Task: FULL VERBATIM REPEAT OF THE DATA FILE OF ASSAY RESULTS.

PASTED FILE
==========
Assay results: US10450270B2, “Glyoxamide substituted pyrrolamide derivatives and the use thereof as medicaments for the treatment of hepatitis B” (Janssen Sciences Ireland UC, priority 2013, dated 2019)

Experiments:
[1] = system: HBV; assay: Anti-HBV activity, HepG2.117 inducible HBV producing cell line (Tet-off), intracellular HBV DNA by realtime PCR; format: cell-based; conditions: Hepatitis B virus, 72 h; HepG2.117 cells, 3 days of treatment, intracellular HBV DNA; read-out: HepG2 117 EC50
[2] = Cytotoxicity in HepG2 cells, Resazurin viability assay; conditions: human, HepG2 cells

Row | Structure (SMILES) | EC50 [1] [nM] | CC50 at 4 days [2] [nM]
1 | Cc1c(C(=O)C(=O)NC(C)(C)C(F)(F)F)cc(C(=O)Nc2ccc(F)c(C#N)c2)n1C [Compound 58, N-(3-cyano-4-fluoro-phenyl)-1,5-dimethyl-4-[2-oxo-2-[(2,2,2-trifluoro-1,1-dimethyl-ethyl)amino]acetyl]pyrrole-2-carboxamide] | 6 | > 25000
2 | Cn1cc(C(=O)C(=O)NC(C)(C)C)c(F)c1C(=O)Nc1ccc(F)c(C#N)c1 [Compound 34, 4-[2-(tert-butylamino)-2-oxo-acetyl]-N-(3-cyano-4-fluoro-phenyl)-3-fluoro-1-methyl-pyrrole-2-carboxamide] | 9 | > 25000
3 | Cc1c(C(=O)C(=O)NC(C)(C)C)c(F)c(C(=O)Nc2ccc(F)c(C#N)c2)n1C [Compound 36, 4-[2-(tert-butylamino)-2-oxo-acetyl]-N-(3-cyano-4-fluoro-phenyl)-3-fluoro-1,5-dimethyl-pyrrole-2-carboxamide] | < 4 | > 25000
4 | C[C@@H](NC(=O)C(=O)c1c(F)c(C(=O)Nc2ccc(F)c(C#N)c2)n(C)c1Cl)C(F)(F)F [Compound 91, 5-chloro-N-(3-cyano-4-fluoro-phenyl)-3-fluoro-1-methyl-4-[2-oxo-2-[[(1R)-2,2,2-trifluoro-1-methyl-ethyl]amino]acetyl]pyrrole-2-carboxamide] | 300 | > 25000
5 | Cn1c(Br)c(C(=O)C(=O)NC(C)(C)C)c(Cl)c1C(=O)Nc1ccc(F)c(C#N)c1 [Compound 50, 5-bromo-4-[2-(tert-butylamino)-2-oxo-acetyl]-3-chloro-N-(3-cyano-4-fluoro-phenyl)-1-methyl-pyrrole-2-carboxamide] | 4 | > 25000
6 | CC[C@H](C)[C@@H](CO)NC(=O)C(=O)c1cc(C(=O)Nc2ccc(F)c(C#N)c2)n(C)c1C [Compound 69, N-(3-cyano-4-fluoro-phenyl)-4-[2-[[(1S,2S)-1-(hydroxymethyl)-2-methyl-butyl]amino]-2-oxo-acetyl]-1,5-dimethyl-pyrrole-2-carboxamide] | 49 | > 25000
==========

Assay results: US10450270B2, “Glyoxamide substituted pyrrolamide derivatives and the use thereof as medicaments for the treatment of hepatitis B” (Janssen Sciences Ireland UC, priority 2013, dated 2019)

Experiments:
[1] = system: HBV; assay: Anti-HBV activity, HepG2.117 inducible HBV producing cell line (Tet-off), intracellular HBV DNA by realtime PCR; format: cell-based; conditions: Hepatitis B virus, 72 h; HepG2.117 cells, 3 days of treatment, intracellular HBV DNA; read-out: HepG2 117 EC50
[2] = Cytotoxicity in HepG2 cells, Resazurin viability assay; conditions: human, HepG2 cells

Row | Structure (SMILES) | EC50 [1] [nM] | CC50 at 4 days [2] [nM]
1 | Cc1c(C(=O)C(=O)NC(C)(C)C(F)(F)F)cc(C(=O)Nc2ccc(F)c(C#N)c2)n1C [Compound 58, N-(3-cyano-4-fluoro-phenyl)-1,5-dimethyl-4-[2-oxo-2-[(2,2,2-trifluoro-1,1-dimethyl-ethyl)amino]acetyl]pyrrole-2-carboxamide] | 6 | > 25000
2 | Cn1cc(C(=O)C(=O)NC(C)(C)C)c(F)c1C(=O)Nc1ccc(F)c(C#N)c1 [Compound 34, 4-[2-(tert-butylamino)-2-oxo-acetyl]-N-(3-cyano-4-fluoro-phenyl)-3-fluoro-1-methyl-pyrrole-2-carboxamide] | 9 | > 25000
3 | Cc1c(C(=O)C(=O)NC(C)(C)C)c(F)c(C(=O)Nc2ccc(F)c(C#N)c2)n1C [Compound 36, 4-[2-(tert-butylamino)-2-oxo-acetyl]-N-(3-cyano-4-fluoro-phenyl)-3-fluoro-1,5-dimethyl-pyrrole-2-carboxamide] | < 4 | > 25000
4 | C[C@@H](NC(=O)C(=O)c1c(F)c(C(=O)Nc2ccc(F)c(C#N)c2)n(C)c1Cl)C(F)(F)F [Compound 91, 5-chloro-N-(3-cyano-4-fluoro-phenyl)-3-fluoro-1-methyl-4-[2-oxo-2-[[(1R)-2,2,2-trifluoro-1-methyl-ethyl]amino]acetyl]pyrrole-2-carboxamide] | 300 | > 25000
5 | Cn1c(Br)c(C(=O)C(=O)NC(C)(C)C)c(Cl)c1C(=O)Nc1ccc(F)c(C#N)c1 [Compound 50, 5-bromo-4-[2-(tert-butylamino)-2-oxo-acetyl]-3-chloro-N-(3-cyano-4-fluoro-phenyl)-1-methyl-pyrrole-2-carboxamide] | 4 | > 25000
6 | CC[C@H](C)[C@@H](CO)NC(=O)C(=O)c1cc(C(=O)Nc2ccc(F)c(C#N)c2)n(C)c1C [Compound 69, N-(3-cyano-4-fluoro-phenyl)-4-[2-[[(1S,2S)-1-(hydroxymethyl)-2-methyl-butyl]amino]-2-oxo-acetyl]-1,5-dimethyl-pyrrole-2-carboxamide] | 49 | > 25000